After sharing all of the many reasons I adore Mason jars with you last week, I started rummaging through my pantry to dig out my collection and do a quick inventory. To my not-so-pleasant surprise, I found that many of my jars had little patches of rust around their rims.
I have a hunch that the rusty guys came from an old batch I discovered at the top of a dusty closet around the holidays, which all had lids screwed on even though they probably hadn’t been used in years.
It’s a good idea to store Mason jars and their lids separately, and to make sure you replace older lids that show any sign of tarnish or rust. A pack of 12 is usually only a couple of bucks.
There’s no need to toss the jars themselves, though, if you find they’ve collected rust spots as mine did. My initial reaction was to go buy some rust remover at the store, but since we’ve been keeping things eco-friendly lately, I decided to do a little research on a more natural home remedy.
Turns out, all it takes is a little citrus and/or some vinegar to get rid of rust. There are several ways to do it. Some folks mix baking soda with a little lemon juice and/or vinegar into a paste, and rub that over the rust spot(s). Others pour salt over the spot, then soak it with lime juice and let it sit for a bit before wiping away. Some just spray or dab the spot with undiluted vinegar until it dissolves. But I had a lot of jars, and not enough patience for these spot-check methods. So I got a little creative.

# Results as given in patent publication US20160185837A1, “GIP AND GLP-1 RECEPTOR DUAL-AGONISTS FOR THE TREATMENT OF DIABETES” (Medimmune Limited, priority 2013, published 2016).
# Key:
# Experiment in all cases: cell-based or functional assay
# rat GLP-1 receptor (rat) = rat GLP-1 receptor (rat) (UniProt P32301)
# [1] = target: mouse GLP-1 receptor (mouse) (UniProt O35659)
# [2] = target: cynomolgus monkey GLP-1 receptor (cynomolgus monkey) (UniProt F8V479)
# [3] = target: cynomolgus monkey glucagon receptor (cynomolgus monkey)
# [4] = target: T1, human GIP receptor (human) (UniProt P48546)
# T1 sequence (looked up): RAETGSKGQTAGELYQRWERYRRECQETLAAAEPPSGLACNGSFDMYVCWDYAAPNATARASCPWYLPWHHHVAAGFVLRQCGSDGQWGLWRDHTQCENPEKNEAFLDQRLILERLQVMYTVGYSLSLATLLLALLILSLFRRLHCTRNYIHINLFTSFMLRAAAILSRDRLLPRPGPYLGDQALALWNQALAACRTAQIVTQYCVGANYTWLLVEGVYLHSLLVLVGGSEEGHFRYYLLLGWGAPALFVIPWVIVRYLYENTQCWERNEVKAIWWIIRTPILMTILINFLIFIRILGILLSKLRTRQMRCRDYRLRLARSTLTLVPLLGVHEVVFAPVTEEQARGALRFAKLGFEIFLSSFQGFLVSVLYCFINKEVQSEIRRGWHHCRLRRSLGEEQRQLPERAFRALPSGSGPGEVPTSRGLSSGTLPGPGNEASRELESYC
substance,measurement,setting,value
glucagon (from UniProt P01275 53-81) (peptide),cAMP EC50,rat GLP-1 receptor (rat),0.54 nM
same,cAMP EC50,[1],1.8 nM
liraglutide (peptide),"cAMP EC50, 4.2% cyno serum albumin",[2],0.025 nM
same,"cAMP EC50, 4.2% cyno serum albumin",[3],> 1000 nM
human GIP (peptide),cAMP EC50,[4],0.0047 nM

First, I filled a wash tub with about a half-inch of distilled white vinegar. I juiced two lemons and two limes into the tub, then lined up all of my jars rim-side down inside it. The rust spots still weren’t quite submerged, so I back-filled with a little water.
I let them sit in the mixture overnight, and then ran them under cold water and used a steel wool scouring pad to scrub the rims the next morning. The rust came right off.
This type of natural, high-acid solution works great on glass and some metals. After living by the ocean in Mexico, I came home with tweezers and cuticle scissors that were nearly sealed shut with rust. An overnight bath in this easy at-home rust remover cleaned them right up.
Do some quick research to make sure that the material you’re working with will respond well to this type of natural cleaner. I tried it on a rusted cast-iron pan, for example, and had spotty results (click the link to read up on some alternative methods that work great for cast iron).
Then, challenge yourself by exploring what other types of cleaners or household products you can create with everyday ingredients. Did you know that citrus peel and lemongrass work great at warding off bees and other flying insects? Or that water, alcohol, and vinegar make the perfect homemade window cleaner? See what else you can create at home—and how long you can avoid the grocery store cleaning isle.